Your Baby and Sleep: Advice for New and Expectant Parents

This guest post was written by Jessica Brodey, a trained and certified Gentle Sleep CoachSM. Through her company Eat-Sleep-Love, Jessica provides private consultations with parents to help them develop healthy sleep habits for their children by creating and implementing sleep plans that are tailored to each child’s needs and respect parental philosophies; seminars and workshops on sleep strategies for parents of infants and young children; Happiest Baby courses; breastfeeding education and support; and guidance, advocacy and support for parents seeking early interventions, assessments, Individualized Education Programs, or Section 504 Plans for their children. Please see Jessica’s contact information at the end of the post.

The first six months of parenting a new baby are a challenging time, especially for first-time parents. New parents struggle with a changing family dynamic, the responsibility of getting to know their new baby, and balancing feeding, sleeping, and other care needs. Parents welcoming a subsequent baby into the family share these same challenges, but must also balance the needs of their newborn against the needs of their older children. Sleep (or the lack thereof) is a critical factor for parents as they embark on parenting their new baby.

Sleep is a Learned Skill

It may be stating the obvious, but sleep is a learned skill. While newborns instinctively know how to sleep from the moment they are born, sleep patterns (differentiating between day and night sleep, napping, putting one’s self to sleep) are all skills that develop over time. Part of the skill is neurological – over the course of infancy, our brains change and develop, and sleep begins to organize: first night sleep, then the morning nap, and then finally the afternoon nap. By the time a newborn is six months old, his/her pattern of sleep cycles is largely the same as an adult’s. Part of the skill of sleeping is also behavioral, and incorporates the ability to self-soothe. Ultimately, as a parent it is our responsibility to teach our children the behavioral components to sleep as they become neurologically ready to master those tasks. Every child should learn to put him/herself to sleep without a “sleep crutch” – a negative sleep association that requires something to be done either to or for them to fall asleep. Luckily, this is not a skill we expect our children to master overnight.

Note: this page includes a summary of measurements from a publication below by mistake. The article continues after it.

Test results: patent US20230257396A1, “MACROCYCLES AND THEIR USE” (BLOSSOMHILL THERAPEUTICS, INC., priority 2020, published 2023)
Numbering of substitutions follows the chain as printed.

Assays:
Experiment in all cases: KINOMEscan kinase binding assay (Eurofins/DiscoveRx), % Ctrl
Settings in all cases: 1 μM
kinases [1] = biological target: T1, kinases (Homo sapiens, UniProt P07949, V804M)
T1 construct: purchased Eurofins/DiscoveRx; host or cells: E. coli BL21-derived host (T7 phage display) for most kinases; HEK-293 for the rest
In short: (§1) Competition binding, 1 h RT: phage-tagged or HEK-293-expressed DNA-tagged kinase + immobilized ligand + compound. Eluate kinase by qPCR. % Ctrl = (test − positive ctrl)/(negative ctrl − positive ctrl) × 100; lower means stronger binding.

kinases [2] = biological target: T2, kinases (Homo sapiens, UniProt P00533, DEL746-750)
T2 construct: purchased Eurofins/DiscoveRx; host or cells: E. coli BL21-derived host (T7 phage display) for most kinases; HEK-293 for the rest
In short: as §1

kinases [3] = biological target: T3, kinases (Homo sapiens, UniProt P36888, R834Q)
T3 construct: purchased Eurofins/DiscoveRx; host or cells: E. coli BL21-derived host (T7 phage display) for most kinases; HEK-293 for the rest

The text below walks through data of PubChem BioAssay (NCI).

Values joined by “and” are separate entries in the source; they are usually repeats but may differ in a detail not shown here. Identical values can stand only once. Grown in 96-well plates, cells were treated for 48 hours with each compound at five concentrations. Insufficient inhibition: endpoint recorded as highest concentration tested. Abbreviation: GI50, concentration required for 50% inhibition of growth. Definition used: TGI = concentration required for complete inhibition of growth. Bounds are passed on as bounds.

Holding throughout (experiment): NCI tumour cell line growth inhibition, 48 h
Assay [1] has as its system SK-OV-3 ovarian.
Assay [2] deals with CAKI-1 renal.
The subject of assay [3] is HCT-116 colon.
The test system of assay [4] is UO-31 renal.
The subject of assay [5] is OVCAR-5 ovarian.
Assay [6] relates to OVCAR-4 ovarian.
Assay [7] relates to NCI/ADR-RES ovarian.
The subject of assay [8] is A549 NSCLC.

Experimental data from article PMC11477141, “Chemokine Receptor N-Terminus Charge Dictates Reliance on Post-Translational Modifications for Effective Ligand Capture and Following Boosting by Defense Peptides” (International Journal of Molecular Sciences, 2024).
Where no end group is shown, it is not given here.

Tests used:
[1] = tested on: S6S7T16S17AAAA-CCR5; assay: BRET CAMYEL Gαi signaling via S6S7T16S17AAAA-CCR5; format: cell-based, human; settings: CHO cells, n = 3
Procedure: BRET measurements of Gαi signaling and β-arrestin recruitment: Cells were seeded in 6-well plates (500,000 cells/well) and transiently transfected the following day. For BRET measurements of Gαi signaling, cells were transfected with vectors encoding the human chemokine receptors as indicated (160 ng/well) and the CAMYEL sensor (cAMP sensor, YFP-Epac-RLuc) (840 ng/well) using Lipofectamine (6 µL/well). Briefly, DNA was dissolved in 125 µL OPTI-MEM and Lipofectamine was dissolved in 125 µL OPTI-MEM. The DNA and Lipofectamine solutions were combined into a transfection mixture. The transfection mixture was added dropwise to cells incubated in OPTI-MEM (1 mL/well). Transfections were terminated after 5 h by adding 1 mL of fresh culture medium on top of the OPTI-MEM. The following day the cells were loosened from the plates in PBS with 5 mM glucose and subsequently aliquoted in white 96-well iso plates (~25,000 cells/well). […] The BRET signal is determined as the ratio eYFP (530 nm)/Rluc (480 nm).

The first step to developing good sleep habits is to have a sleep plan. Before baby arrives, talk to your spouse/significant other about your sleep goals – do you want your baby co-sleeping in your bedroom, sharing your bed, or sleeping in is/her own room? How long and what is your timeline for achieving your goals? Any option can work for a family, but if you become an “unintentional” bed-sharer, you (or your spouse/significant other) may grow to resent your baby’s presence in the bed.

The Fourth Trimester

The first night or two of life, newborns often seem “perfect” – they sleep all night, and just wake to feed. The third or fourth nights can be a different story, which often coincides with coming home from the hospital! This may create a sense of panic in many new parents, because parents do not want to see their baby in distress. Try not to worry…it is likely just a short-lived case of the baby fussies, and as parents and baby get to know each other better (and baby’s natural clock kicks in), nighttime should become easier again.

Many baby experts, including Dr. Harvey Karp, Assistant Professor of Pediatrics at USC School of Medicine, consider the first three months of newborn life the “fourth trimester.” This is the time that babies need to transition from life in the womb where every need is met and they are in an optimal environment to life outside the womb where they need to develop a new set of skills. What can parents do to help soothe their babies during the “fourth trimester?” One tip is to practice Dr. Harvey Karp’s 5 S’s to help soothe your baby when upset: swaddling, stomach/side hold, shushing, swinging, and sucking. Ultimately, the notion of the fourth trimester boils down to one simple fact…you cannot spoil a newborn! Those first weeks and months are all about responding to a newborn’s needs and making them feel loved and secure. But how do we do this and still help our newborns develop healthy sleep habits?

Building Healthy Sleep Habits

The key to helping new babies sleep well is to be mindful of their sleep requirements. An over-tired baby is a cranky baby, and it is difficult to soothe a cranky, over-tired baby to sleep. Instead, the best approach is to avoid letting a baby become over-tired. With babies, consistency matters…work on developing flexible but predictable routines around eat and sleep for your baby over the early weeks and months.